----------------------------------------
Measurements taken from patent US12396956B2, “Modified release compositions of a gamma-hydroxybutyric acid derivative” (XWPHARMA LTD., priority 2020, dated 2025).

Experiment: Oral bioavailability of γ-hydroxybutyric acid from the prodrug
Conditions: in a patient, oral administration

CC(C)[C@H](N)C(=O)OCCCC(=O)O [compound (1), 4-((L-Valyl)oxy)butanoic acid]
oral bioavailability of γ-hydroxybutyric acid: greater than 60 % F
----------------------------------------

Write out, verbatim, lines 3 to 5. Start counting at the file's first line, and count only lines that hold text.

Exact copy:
Conditions: in a patient, oral administration

CC(C)[C@H](N)C(=O)OCCCC(=O)O [compound (1), 4-((L-Valyl)oxy)butanoic acid]
oral bioavailability of γ-hydroxybutyric acid: greater than 60 % F